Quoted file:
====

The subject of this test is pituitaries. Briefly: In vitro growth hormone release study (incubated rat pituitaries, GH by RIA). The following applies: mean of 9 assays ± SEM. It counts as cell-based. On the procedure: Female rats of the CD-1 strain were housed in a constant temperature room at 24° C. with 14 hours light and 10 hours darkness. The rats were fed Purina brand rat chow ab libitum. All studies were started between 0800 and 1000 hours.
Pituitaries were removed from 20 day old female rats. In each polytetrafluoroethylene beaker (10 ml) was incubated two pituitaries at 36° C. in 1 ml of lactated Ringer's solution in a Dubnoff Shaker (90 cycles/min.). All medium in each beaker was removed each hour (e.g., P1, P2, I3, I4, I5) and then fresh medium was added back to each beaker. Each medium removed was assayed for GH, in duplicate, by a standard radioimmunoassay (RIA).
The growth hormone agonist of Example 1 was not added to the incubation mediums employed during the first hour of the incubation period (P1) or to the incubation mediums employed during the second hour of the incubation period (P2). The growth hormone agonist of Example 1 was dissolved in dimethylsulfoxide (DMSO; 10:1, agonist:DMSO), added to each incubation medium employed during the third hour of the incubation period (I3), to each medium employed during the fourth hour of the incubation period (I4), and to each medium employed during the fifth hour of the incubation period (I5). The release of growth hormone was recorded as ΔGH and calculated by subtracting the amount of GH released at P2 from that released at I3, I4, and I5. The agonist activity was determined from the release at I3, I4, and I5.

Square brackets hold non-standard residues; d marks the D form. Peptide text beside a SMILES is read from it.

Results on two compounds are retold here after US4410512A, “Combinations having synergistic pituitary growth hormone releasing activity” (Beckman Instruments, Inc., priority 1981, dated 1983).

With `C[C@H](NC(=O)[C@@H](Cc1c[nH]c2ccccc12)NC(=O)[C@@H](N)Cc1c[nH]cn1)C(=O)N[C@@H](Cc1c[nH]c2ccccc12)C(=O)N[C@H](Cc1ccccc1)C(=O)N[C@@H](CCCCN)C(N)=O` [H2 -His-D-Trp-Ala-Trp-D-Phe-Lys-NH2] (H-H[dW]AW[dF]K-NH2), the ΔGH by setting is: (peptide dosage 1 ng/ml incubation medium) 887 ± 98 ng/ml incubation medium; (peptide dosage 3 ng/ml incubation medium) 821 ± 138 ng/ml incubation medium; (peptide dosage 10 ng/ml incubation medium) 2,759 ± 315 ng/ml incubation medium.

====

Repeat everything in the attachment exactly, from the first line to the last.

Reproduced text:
The subject of this test is pituitaries. Briefly: In vitro growth hormone release study (incubated rat pituitaries, GH by RIA). The following applies: mean of 9 assays ± SEM. It counts as cell-based. On the procedure: Female rats of the CD-1 strain were housed in a constant temperature room at 24° C. with 14 hours light and 10 hours darkness. The rats were fed Purina brand rat chow ab libitum. All studies were started between 0800 and 1000 hours.
Pituitaries were removed from 20 day old female rats. In each polytetrafluoroethylene beaker (10 ml) was incubated two pituitaries at 36° C. in 1 ml of lactated Ringer's solution in a Dubnoff Shaker (90 cycles/min.). All medium in each beaker was removed each hour (e.g., P1, P2, I3, I4, I5) and then fresh medium was added back to each beaker. Each medium removed was assayed for GH, in duplicate, by a standard radioimmunoassay (RIA).
The growth hormone agonist of Example 1 was not added to the incubation mediums employed during the first hour of the incubation period (P1) or to the incubation mediums employed during the second hour of the incubation period (P2). The growth hormone agonist of Example 1 was dissolved in dimethylsulfoxide (DMSO; 10:1, agonist:DMSO), added to each incubation medium employed during the third hour of the incubation period (I3), to each medium employed during the fourth hour of the incubation period (I4), and to each medium employed during the fifth hour of the incubation period (I5). The release of growth hormone was recorded as ΔGH and calculated by subtracting the amount of GH released at P2 from that released at I3, I4, and I5. The agonist activity was determined from the release at I3, I4, and I5.

Square brackets hold non-standard residues; d marks the D form. Peptide text beside a SMILES is read from it.

Results on two compounds are retold here after US4410512A, “Combinations having synergistic pituitary growth hormone releasing activity” (Beckman Instruments, Inc., priority 1981, dated 1983).

With `C[C@H](NC(=O)[C@@H](Cc1c[nH]c2ccccc12)NC(=O)[C@@H](N)Cc1c[nH]cn1)C(=O)N[C@@H](Cc1c[nH]c2ccccc12)C(=O)N[C@H](Cc1ccccc1)C(=O)N[C@@H](CCCCN)C(N)=O` [H2 -His-D-Trp-Ala-Trp-D-Phe-Lys-NH2] (H-H[dW]AW[dF]K-NH2), the ΔGH by setting is: (peptide dosage 1 ng/ml incubation medium) 887 ± 98 ng/ml incubation medium; (peptide dosage 3 ng/ml incubation medium) 821 ± 138 ng/ml incubation medium; (peptide dosage 10 ng/ml incubation medium) 2,759 ± 315 ng/ml incubation medium.